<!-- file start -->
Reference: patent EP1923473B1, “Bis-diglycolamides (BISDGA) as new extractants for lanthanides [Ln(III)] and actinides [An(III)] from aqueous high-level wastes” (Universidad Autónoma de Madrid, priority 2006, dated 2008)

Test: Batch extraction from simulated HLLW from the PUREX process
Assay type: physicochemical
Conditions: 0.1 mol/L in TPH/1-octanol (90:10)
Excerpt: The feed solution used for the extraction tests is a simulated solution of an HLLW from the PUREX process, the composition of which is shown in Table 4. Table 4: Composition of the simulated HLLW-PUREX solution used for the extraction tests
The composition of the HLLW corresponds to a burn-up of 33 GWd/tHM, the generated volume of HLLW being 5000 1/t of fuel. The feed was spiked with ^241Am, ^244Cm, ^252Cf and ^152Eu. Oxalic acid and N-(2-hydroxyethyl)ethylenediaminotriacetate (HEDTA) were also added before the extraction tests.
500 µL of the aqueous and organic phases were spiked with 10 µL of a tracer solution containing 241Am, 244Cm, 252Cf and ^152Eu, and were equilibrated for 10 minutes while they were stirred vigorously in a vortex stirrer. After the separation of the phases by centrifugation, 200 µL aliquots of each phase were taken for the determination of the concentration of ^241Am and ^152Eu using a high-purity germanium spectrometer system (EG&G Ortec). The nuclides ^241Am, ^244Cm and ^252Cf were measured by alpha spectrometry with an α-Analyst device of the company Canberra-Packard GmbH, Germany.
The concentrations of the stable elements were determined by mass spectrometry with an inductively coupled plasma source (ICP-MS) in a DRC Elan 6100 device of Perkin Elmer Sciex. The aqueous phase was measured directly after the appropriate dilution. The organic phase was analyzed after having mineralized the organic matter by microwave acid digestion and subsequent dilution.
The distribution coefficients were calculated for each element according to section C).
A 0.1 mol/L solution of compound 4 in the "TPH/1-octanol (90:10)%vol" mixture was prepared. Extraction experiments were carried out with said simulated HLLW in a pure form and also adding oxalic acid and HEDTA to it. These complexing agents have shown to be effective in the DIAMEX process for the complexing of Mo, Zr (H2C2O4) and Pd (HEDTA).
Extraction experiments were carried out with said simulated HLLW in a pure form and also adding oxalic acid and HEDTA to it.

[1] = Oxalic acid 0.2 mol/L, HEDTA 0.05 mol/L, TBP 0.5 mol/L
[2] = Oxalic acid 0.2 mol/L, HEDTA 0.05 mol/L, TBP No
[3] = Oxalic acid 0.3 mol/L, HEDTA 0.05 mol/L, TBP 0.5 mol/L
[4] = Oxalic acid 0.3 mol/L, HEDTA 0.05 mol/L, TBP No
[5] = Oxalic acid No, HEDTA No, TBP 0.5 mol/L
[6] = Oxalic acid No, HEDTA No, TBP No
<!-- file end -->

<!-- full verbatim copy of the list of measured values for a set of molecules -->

Reference: patent EP1923473B1, “Bis-diglycolamides (BISDGA) as new extractants for lanthanides [Ln(III)] and actinides [An(III)] from aqueous high-level wastes” (Universidad Autónoma de Madrid, priority 2006, dated 2008)

Test: Batch extraction from simulated HLLW from the PUREX process
Assay type: physicochemical
Conditions: 0.1 mol/L in TPH/1-octanol (90:10)
Excerpt: The feed solution used for the extraction tests is a simulated solution of an HLLW from the PUREX process, the composition of which is shown in Table 4. Table 4: Composition of the simulated HLLW-PUREX solution used for the extraction tests
The composition of the HLLW corresponds to a burn-up of 33 GWd/tHM, the generated volume of HLLW being 5000 1/t of fuel. The feed was spiked with ^241Am, ^244Cm, ^252Cf and ^152Eu. Oxalic acid and N-(2-hydroxyethyl)ethylenediaminotriacetate (HEDTA) were also added before the extraction tests.
500 µL of the aqueous and organic phases were spiked with 10 µL of a tracer solution containing 241Am, 244Cm, 252Cf and ^152Eu, and were equilibrated for 10 minutes while they were stirred vigorously in a vortex stirrer. After the separation of the phases by centrifugation, 200 µL aliquots of each phase were taken for the determination of the concentration of ^241Am and ^152Eu using a high-purity germanium spectrometer system (EG&G Ortec). The nuclides ^241Am, ^244Cm and ^252Cf were measured by alpha spectrometry with an α-Analyst device of the company Canberra-Packard GmbH, Germany.
The concentrations of the stable elements were determined by mass spectrometry with an inductively coupled plasma source (ICP-MS) in a DRC Elan 6100 device of Perkin Elmer Sciex. The aqueous phase was measured directly after the appropriate dilution. The organic phase was analyzed after having mineralized the organic matter by microwave acid digestion and subsequent dilution.
The distribution coefficients were calculated for each element according to section C).
A 0.1 mol/L solution of compound 4 in the "TPH/1-octanol (90:10)%vol" mixture was prepared. Extraction experiments were carried out with said simulated HLLW in a pure form and also adding oxalic acid and HEDTA to it. These complexing agents have shown to be effective in the DIAMEX process for the complexing of Mo, Zr (H2C2O4) and Pd (HEDTA).
Extraction experiments were carried out with said simulated HLLW in a pure form and also adding oxalic acid and HEDTA to it.

[1] = Oxalic acid 0.2 mol/L, HEDTA 0.05 mol/L, TBP 0.5 mol/L
[2] = Oxalic acid 0.2 mol/L, HEDTA 0.05 mol/L, TBP No
[3] = Oxalic acid 0.3 mol/L, HEDTA 0.05 mol/L, TBP 0.5 mol/L
[4] = Oxalic acid 0.3 mol/L, HEDTA 0.05 mol/L, TBP No
[5] = Oxalic acid No, HEDTA No, TBP 0.5 mol/L
[6] = Oxalic acid No, HEDTA No, TBP No